2.15 Reduced gluthathione determination

The activities of reduced GSH (glutathione) of the kidney was measured in accordance with the description stated by Sedlak and Lindsay. To the kidney homogenate, 10% of TCA was mixed and centrifuged. Furthermore, 0.5 mL of Ellman’s reagent that containing 19.8 mg of 5,5-dithiobis nitro benzoic acid (DTNB) dissolved in 100 mL of 0.1% sodium nitrate and 3.0 mL of phosphate buffer (pH 8.0, 0.2 M) were used to treat 1.0 mL of supernatant. The absorbance was later read at 412 nm with S=1.34 104 M-1 cm-1.

2.16 Lipid peroxidation malondialdehyde (MDA)

The parameter of lipid peroxidation were analyzed as it was described by Buege and Aust, where 1.0 mL of the supernatant was mixed with 2 mL of TCA-TBA-HCL reagent in the ratio (1:1:1) as follows; (thiobarbituric acid 0.37%, 0.24 N HCl and 15% TCA) tricarboxylic acid-thiobarbituric acid-hydrochloric acid reagent boiled at 100°C for 15 min, and allowed to cool. Separation of flocculent particles were carried out by centrifugation at 3,000 rpm for 10 minutes in other to remove supernatant. After which, Molar extinction coefficient for MDATBA complex of 1.56 × 105 M-1 CM1was used to estimate the MDA value.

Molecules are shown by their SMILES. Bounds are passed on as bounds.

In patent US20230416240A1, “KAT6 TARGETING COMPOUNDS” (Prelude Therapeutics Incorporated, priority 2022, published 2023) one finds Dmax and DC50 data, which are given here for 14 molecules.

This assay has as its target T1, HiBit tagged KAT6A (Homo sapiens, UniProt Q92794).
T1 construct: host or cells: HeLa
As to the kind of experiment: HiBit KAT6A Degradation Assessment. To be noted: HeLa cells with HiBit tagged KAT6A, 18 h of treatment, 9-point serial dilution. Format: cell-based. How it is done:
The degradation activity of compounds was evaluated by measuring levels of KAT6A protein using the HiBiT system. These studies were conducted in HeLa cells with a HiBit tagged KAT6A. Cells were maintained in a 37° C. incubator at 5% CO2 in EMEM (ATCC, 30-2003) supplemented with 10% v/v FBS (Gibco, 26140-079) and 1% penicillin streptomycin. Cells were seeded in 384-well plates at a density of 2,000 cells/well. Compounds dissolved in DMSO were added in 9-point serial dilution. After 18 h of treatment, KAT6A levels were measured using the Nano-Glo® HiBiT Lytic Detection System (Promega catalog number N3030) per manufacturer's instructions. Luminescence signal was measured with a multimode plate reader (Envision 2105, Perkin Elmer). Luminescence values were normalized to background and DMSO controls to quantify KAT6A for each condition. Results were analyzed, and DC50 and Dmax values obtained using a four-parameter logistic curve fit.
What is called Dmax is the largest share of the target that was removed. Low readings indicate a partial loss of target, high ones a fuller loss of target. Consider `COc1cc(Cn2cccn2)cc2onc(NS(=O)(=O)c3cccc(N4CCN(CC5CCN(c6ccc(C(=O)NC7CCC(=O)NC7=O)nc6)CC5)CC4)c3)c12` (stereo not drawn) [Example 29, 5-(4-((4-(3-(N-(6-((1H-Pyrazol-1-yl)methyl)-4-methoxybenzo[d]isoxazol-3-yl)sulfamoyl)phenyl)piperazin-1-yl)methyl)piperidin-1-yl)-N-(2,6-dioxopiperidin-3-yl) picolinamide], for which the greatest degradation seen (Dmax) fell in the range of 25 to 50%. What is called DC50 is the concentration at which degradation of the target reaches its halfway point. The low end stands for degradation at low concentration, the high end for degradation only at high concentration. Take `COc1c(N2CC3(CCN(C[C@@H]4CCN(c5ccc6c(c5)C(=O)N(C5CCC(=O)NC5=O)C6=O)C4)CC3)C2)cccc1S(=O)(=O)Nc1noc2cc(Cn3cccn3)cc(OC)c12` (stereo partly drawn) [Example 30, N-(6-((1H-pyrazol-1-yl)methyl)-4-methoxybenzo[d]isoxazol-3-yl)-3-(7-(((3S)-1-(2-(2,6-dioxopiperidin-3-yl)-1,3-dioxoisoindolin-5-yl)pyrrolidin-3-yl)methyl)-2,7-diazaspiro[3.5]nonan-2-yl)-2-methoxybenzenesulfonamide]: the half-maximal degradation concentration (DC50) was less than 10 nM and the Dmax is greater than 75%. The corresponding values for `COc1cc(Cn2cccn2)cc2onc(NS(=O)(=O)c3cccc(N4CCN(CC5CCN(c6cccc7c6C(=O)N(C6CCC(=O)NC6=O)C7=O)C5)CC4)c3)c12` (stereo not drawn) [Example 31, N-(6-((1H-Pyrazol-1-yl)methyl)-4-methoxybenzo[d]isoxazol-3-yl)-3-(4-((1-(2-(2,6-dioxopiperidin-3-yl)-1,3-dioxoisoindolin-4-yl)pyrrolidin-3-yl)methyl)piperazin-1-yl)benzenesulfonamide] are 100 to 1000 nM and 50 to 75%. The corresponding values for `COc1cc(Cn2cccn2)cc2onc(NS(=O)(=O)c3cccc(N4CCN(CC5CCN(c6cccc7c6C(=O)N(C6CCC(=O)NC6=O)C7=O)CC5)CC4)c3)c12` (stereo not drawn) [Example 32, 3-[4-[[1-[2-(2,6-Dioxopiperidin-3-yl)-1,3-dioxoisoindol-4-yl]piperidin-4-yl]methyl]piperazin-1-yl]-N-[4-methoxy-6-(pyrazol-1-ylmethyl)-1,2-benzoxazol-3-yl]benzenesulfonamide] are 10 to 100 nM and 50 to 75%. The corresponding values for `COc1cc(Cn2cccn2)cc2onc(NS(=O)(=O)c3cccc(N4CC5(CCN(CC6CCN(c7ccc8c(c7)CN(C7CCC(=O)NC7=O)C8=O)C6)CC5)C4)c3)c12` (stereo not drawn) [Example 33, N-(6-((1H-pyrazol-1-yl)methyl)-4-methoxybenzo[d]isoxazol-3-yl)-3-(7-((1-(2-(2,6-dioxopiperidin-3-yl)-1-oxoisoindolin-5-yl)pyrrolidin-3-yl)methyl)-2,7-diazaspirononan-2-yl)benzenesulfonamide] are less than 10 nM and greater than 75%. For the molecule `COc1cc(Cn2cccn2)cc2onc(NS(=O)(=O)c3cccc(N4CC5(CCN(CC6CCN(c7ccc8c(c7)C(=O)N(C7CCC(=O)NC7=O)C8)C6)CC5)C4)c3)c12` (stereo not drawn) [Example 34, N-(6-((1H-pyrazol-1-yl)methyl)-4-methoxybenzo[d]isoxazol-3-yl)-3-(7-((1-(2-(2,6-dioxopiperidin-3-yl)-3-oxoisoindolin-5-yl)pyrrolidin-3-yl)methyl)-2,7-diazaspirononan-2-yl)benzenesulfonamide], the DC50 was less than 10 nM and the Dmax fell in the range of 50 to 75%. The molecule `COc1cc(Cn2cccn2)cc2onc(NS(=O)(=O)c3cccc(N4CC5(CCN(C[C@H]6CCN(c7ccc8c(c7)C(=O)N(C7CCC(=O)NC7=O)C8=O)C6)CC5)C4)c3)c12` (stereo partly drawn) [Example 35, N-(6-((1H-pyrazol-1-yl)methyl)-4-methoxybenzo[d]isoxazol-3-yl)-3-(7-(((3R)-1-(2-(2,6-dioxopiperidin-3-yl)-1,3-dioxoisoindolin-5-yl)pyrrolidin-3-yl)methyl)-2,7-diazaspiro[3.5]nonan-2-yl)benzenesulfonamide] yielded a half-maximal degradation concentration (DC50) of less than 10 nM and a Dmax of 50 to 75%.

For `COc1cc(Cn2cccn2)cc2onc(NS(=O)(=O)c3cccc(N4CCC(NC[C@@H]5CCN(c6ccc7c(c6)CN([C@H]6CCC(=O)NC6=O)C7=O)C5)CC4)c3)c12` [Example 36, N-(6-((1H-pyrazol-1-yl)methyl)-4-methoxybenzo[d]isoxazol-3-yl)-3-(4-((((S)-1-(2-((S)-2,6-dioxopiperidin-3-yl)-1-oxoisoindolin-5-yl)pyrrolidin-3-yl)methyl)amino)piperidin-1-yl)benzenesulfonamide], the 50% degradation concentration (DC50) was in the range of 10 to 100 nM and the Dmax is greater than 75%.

3. Statistical Analysis

The mean blood glucose value (measured in mg/dL) and the weight (measured in grams) of the experimental rats before and after induction with diabetes were analyzed using ANOVA and were represented in the tables. All the results were presented as the mean ± standard error of the mean. Statistical analysis was ANOVA for comparisons between two groups and by analysis of variance for more than two groups and p<0.05 was considered to be statistically significant [21].

4. Results

The results of this study was presented in Table 1-6. In Table 1, the rats in the control group show significant increase in body weights throughout the period of the experiment. The diabetic rats treated with glimepiride, insulin and glipizide show reduction in body weight at day 8 but significantly increased at the end of the experiment. The body weights of diabetic rats were significantly reduce compared with the treatment groups.

Groups/Days

Day 4

Day 8

Day 12